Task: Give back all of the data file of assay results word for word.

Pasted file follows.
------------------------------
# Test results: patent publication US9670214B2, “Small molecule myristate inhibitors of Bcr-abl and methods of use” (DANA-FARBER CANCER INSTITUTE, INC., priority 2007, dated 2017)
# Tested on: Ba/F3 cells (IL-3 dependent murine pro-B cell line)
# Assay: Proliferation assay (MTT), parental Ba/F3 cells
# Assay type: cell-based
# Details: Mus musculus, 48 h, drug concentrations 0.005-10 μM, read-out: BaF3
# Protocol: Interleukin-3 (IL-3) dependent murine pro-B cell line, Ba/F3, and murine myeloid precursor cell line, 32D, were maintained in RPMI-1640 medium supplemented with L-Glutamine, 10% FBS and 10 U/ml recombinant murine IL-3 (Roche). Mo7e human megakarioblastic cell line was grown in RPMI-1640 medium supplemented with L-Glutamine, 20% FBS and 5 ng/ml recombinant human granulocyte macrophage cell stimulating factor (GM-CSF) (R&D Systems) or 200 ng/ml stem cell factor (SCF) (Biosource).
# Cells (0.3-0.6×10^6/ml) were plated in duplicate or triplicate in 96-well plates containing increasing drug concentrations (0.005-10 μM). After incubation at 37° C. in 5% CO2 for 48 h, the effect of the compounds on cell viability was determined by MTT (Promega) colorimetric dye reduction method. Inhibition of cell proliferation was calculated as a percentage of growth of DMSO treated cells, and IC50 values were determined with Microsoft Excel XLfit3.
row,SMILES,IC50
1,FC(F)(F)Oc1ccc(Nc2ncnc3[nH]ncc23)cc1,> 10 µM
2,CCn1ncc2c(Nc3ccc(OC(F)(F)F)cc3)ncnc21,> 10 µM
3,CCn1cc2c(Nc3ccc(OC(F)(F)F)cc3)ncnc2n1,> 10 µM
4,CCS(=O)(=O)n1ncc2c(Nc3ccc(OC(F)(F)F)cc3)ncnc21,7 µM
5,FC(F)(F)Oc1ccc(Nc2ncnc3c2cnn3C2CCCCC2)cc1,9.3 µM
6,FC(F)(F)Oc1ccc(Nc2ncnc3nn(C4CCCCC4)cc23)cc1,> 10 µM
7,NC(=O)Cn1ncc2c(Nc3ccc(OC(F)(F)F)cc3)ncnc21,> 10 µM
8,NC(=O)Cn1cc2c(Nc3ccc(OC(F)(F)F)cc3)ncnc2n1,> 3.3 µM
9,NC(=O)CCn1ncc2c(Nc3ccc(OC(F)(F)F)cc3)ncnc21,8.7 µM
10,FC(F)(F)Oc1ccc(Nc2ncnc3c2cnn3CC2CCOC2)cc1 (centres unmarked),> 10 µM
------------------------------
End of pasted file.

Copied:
# Test results: patent publication US9670214B2, “Small molecule myristate inhibitors of Bcr-abl and methods of use” (DANA-FARBER CANCER INSTITUTE, INC., priority 2007, dated 2017)
# Tested on: Ba/F3 cells (IL-3 dependent murine pro-B cell line)
# Assay: Proliferation assay (MTT), parental Ba/F3 cells
# Assay type: cell-based
# Details: Mus musculus, 48 h, drug concentrations 0.005-10 μM, read-out: BaF3
# Protocol: Interleukin-3 (IL-3) dependent murine pro-B cell line, Ba/F3, and murine myeloid precursor cell line, 32D, were maintained in RPMI-1640 medium supplemented with L-Glutamine, 10% FBS and 10 U/ml recombinant murine IL-3 (Roche). Mo7e human megakarioblastic cell line was grown in RPMI-1640 medium supplemented with L-Glutamine, 20% FBS and 5 ng/ml recombinant human granulocyte macrophage cell stimulating factor (GM-CSF) (R&D Systems) or 200 ng/ml stem cell factor (SCF) (Biosource).
# Cells (0.3-0.6×10^6/ml) were plated in duplicate or triplicate in 96-well plates containing increasing drug concentrations (0.005-10 μM). After incubation at 37° C. in 5% CO2 for 48 h, the effect of the compounds on cell viability was determined by MTT (Promega) colorimetric dye reduction method. Inhibition of cell proliferation was calculated as a percentage of growth of DMSO treated cells, and IC50 values were determined with Microsoft Excel XLfit3.
row,SMILES,IC50
1,FC(F)(F)Oc1ccc(Nc2ncnc3[nH]ncc23)cc1,> 10 µM
2,CCn1ncc2c(Nc3ccc(OC(F)(F)F)cc3)ncnc21,> 10 µM
3,CCn1cc2c(Nc3ccc(OC(F)(F)F)cc3)ncnc2n1,> 10 µM
4,CCS(=O)(=O)n1ncc2c(Nc3ccc(OC(F)(F)F)cc3)ncnc21,7 µM
5,FC(F)(F)Oc1ccc(Nc2ncnc3c2cnn3C2CCCCC2)cc1,9.3 µM
6,FC(F)(F)Oc1ccc(Nc2ncnc3nn(C4CCCCC4)cc23)cc1,> 10 µM
7,NC(=O)Cn1ncc2c(Nc3ccc(OC(F)(F)F)cc3)ncnc21,> 10 µM
8,NC(=O)Cn1cc2c(Nc3ccc(OC(F)(F)F)cc3)ncnc2n1,> 3.3 µM
9,NC(=O)CCn1ncc2c(Nc3ccc(OC(F)(F)F)cc3)ncnc21,8.7 µM
10,FC(F)(F)Oc1ccc(Nc2ncnc3c2cnn3CC2CCOC2)cc1 (centres unmarked),> 10 µM